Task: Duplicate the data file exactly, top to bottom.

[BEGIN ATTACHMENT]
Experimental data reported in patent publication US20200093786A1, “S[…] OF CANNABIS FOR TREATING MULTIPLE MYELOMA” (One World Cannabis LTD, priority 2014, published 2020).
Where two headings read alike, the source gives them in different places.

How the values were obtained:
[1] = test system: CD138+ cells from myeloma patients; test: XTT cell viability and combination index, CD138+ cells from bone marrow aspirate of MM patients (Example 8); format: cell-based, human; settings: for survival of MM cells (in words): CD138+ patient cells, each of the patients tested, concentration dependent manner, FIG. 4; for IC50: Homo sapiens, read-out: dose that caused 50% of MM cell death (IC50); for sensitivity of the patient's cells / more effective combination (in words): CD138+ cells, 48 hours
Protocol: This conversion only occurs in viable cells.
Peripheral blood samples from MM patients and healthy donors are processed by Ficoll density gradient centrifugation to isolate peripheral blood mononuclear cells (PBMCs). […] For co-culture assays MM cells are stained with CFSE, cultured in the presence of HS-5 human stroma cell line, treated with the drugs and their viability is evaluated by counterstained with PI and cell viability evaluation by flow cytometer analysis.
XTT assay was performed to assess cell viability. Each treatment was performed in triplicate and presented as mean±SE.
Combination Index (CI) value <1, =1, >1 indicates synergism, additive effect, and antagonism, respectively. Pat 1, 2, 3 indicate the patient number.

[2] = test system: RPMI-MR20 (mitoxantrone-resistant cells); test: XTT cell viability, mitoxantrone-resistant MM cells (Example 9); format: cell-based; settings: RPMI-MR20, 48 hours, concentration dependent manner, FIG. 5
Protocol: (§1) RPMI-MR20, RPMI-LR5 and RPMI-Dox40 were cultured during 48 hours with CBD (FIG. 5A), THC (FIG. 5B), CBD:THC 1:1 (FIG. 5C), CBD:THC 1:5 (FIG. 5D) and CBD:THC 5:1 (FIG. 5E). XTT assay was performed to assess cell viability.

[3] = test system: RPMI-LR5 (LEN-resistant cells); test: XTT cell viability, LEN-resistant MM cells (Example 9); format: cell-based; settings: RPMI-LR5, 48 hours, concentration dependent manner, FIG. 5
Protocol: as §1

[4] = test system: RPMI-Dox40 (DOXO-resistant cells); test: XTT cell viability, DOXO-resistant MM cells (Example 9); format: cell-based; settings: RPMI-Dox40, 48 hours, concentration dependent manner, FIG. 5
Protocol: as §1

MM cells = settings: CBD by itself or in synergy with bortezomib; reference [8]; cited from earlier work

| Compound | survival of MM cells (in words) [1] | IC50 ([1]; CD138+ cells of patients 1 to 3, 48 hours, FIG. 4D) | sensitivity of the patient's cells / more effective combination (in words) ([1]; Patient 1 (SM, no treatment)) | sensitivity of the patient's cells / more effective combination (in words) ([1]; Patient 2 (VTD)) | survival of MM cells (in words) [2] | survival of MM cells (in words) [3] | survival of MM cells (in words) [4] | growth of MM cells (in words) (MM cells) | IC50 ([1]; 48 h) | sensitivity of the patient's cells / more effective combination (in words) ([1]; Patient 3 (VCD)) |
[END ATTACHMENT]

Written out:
Experimental data reported in patent publication US20200093786A1, “S[…] OF CANNABIS FOR TREATING MULTIPLE MYELOMA” (One World Cannabis LTD, priority 2014, published 2020).
Where two headings read alike, the source gives them in different places.

How the values were obtained:
[1] = test system: CD138+ cells from myeloma patients; test: XTT cell viability and combination index, CD138+ cells from bone marrow aspirate of MM patients (Example 8); format: cell-based, human; settings: for survival of MM cells (in words): CD138+ patient cells, each of the patients tested, concentration dependent manner, FIG. 4; for IC50: Homo sapiens, read-out: dose that caused 50% of MM cell death (IC50); for sensitivity of the patient's cells / more effective combination (in words): CD138+ cells, 48 hours
Protocol: This conversion only occurs in viable cells.
Peripheral blood samples from MM patients and healthy donors are processed by Ficoll density gradient centrifugation to isolate peripheral blood mononuclear cells (PBMCs). […] For co-culture assays MM cells are stained with CFSE, cultured in the presence of HS-5 human stroma cell line, treated with the drugs and their viability is evaluated by counterstained with PI and cell viability evaluation by flow cytometer analysis.
XTT assay was performed to assess cell viability. Each treatment was performed in triplicate and presented as mean±SE.
Combination Index (CI) value <1, =1, >1 indicates synergism, additive effect, and antagonism, respectively. Pat 1, 2, 3 indicate the patient number.

[2] = test system: RPMI-MR20 (mitoxantrone-resistant cells); test: XTT cell viability, mitoxantrone-resistant MM cells (Example 9); format: cell-based; settings: RPMI-MR20, 48 hours, concentration dependent manner, FIG. 5
Protocol: (§1) RPMI-MR20, RPMI-LR5 and RPMI-Dox40 were cultured during 48 hours with CBD (FIG. 5A), THC (FIG. 5B), CBD:THC 1:1 (FIG. 5C), CBD:THC 1:5 (FIG. 5D) and CBD:THC 5:1 (FIG. 5E). XTT assay was performed to assess cell viability.

[3] = test system: RPMI-LR5 (LEN-resistant cells); test: XTT cell viability, LEN-resistant MM cells (Example 9); format: cell-based; settings: RPMI-LR5, 48 hours, concentration dependent manner, FIG. 5
Protocol: as §1

[4] = test system: RPMI-Dox40 (DOXO-resistant cells); test: XTT cell viability, DOXO-resistant MM cells (Example 9); format: cell-based; settings: RPMI-Dox40, 48 hours, concentration dependent manner, FIG. 5
Protocol: as §1

MM cells = settings: CBD by itself or in synergy with bortezomib; reference [8]; cited from earlier work

| Compound | survival of MM cells (in words) [1] | IC50 ([1]; CD138+ cells of patients 1 to 3, 48 hours, FIG. 4D) | sensitivity of the patient's cells / more effective combination (in words) ([1]; Patient 1 (SM, no treatment)) | sensitivity of the patient's cells / more effective combination (in words) ([1]; Patient 2 (VTD)) | survival of MM cells (in words) [2] | survival of MM cells (in words) [3] | survival of MM cells (in words) [4] | growth of MM cells (in words) (MM cells) | IC50 ([1]; 48 h) | sensitivity of the patient's cells / more effective combination (in words) ([1]; Patient 3 (VCD)) |